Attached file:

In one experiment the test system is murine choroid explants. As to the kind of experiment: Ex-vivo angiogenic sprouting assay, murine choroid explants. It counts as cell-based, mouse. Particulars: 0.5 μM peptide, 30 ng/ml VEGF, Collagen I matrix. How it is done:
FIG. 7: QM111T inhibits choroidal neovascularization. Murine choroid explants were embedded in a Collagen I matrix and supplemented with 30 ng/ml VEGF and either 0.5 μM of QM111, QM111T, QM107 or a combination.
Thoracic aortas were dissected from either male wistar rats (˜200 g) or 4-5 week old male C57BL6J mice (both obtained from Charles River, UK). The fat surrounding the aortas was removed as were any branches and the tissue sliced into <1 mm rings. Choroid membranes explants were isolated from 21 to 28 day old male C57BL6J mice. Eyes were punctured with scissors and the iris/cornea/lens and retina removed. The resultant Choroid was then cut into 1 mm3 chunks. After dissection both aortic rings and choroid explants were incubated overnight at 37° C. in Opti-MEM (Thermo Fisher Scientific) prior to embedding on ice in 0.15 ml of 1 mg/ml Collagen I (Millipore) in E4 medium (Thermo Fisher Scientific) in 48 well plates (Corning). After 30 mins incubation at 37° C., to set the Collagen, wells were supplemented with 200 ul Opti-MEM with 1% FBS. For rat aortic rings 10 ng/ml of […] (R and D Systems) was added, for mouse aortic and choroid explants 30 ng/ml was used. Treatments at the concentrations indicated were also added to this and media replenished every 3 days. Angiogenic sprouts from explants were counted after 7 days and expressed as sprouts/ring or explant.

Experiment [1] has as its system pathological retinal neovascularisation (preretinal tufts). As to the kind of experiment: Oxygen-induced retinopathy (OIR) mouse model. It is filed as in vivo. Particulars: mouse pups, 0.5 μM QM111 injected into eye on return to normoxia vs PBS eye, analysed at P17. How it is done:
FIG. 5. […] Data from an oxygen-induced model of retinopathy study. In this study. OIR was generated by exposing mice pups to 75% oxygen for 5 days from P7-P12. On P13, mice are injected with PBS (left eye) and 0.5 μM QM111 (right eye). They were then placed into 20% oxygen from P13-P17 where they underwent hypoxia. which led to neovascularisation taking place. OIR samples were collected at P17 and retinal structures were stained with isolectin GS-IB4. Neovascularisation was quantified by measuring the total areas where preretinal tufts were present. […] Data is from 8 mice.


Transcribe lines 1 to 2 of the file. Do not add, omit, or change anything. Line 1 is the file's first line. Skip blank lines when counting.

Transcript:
In one experiment the test system is murine choroid explants. As to the kind of experiment: Ex-vivo angiogenic sprouting assay, murine choroid explants. It counts as cell-based, mouse. Particulars: 0.5 μM peptide, 30 ng/ml VEGF, Collagen I matrix. How it is done:
FIG. 7: QM111T inhibits choroidal neovascularization. Murine choroid explants were embedded in a Collagen I matrix and supplemented with 30 ng/ml VEGF and either 0.5 μM of QM111, QM111T, QM107 or a combination.